Should I have dental implants?

When teeth are lost or missing, whether through failure to develop or removal of teeth due to tooth decay, advanced gum disease, trauma or failed root canal treatment, the individual and the dentist are faced with a conundrum.

Should the teeth be replaced and if so what is the best way to replace it?

Man Standing Next to Two Seperate RoadsSince modern dental science have evolved, there are now more options available to replace the loss of natural teeth. In selecting a treatment option tailored toward an individual, numerous factors need to be considered and evaluated in order to reach the best treatment for the patient and also minimise problems that can arise.

These factors  can range from the following: the status and configuration of the remaining dentition; tobacco use; oral hygiene; medications; systemic diseases; the age of the patient; bruxism and clenching tendencies. Hence in order to reach the most appropriate treatment plan that the patient is happy with, the dentist and the patient must evaluate all of the above concerning factors.

A number of therapy options for the treatment of missing teeth include:

Do nothing

Having no treatment is certainly a viable option. However, depending on which teeth are lost, the long-term effect of not having teeth replaced can be quite discomforting to some people. This not only affects eating and speaking, but in the long-term can cause movement in surrounding teeth resulting in unwanted spaces. If enough teeth are missing bone loss can ensue, leading to a partial collapse of the face, sagging lips (as seen in older individuals) and in cases of extreme bone loss, can lead to an individual being more prone to jaw fractures.

Removable partial dentures

Made from either plastic or from a metal frame, partial dentures replace areas of missing teeth and generally contain hooks that are attached to the adjacent natural teeth to help prevent the denture from moving. This type of denture tends to feel bulky in the mouth because of the thicker plastic frame. However extra plastic teeth can be added with ease to this denture if there are further tooth loss. First-time wearers often described the denture as feeling bulky and will require a transition period, (possibly months) to get use to wearing and adapting to the denture. Unfortunately, there are a proportion of people who can never get use to wearing a denture no matter how well the denture is made.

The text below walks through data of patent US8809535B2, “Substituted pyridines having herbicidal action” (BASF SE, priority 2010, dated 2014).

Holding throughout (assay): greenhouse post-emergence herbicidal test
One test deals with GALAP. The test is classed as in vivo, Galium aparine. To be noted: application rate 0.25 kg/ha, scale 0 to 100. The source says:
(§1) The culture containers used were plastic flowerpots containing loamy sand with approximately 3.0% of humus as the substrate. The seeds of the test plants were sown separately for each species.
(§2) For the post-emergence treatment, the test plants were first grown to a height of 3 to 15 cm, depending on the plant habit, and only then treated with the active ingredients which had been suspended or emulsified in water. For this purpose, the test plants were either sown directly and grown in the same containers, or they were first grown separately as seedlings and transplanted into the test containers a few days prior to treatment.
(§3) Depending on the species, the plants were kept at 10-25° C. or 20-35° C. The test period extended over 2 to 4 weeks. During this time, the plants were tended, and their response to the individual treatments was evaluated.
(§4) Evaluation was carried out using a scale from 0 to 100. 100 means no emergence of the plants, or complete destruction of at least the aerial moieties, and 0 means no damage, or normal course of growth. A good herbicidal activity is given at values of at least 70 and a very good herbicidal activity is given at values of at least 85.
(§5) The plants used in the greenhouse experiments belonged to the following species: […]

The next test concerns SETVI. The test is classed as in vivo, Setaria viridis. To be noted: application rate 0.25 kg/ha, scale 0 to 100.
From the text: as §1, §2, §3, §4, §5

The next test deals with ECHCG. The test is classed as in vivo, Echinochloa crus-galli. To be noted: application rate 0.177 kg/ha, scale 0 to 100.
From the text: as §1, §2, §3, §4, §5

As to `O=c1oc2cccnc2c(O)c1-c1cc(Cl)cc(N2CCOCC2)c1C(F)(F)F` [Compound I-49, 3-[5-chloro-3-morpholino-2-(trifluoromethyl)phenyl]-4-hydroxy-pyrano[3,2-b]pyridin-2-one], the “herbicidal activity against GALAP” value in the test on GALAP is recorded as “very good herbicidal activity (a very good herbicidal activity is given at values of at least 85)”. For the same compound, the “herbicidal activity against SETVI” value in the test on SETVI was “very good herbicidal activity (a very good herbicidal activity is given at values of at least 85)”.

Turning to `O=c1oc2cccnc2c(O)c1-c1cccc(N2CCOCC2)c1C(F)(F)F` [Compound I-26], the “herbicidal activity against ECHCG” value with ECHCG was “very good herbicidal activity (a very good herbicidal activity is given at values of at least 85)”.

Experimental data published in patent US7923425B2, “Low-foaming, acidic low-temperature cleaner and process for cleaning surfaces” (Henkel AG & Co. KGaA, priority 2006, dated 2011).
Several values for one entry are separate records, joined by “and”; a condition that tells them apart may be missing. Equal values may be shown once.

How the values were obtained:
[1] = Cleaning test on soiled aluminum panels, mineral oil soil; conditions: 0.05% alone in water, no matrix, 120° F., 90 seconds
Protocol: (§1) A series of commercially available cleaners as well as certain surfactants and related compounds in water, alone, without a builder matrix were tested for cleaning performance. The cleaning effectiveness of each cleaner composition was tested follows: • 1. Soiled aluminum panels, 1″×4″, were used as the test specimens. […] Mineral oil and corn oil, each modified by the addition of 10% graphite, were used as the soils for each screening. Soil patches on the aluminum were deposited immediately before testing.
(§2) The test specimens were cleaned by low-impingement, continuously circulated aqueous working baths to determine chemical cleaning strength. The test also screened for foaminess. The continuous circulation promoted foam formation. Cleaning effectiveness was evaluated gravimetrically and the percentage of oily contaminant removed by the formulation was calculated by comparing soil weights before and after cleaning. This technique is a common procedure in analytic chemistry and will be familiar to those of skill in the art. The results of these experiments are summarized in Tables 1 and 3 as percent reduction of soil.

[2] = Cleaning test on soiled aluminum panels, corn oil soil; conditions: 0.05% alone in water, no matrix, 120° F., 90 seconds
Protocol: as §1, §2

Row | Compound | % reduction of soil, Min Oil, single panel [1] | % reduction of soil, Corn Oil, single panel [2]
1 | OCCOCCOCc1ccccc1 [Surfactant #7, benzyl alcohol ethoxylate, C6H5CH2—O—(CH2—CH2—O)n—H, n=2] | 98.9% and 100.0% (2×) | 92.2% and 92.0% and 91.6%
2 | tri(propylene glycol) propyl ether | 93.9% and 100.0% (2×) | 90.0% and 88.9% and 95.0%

Full dentures

Similar in principle to partial dentures but replaces the entire arch of teeth. Upper full dentures basically work on suction to keep it in place while bottom dentures rest on the gum ridges and have minimal suction properties. Patients generally find full upper dentures more comfortable and find full bottom dentures more troublesome due to the lack of suction.


A bridge uses the teeth on either side of a gap for support. The teeth on either side of the gap is precisely prepared by specific requirements. The bridge must be carefully fabricated to fit the prepared teeth and then cemented into place.

Implant-supported teeth

To restore missing teeth, there are various implant-supported teeth options.  When a single tooth is missing, a single implant restored with a crown is a good option. But when multiple teeth are missing, a decision needs to be made whether to replace each missing tooth with its own implant supported crown or implant supported bridge unit. When all the teeth are missing then one has the additional option of having full dentures supported by implants. The decisions are based upon many factors such as spacing issues; the quantity and quality of bone available; and the proximity of the surgical site to vital nerves, blood vessels and the maxillary sinus.
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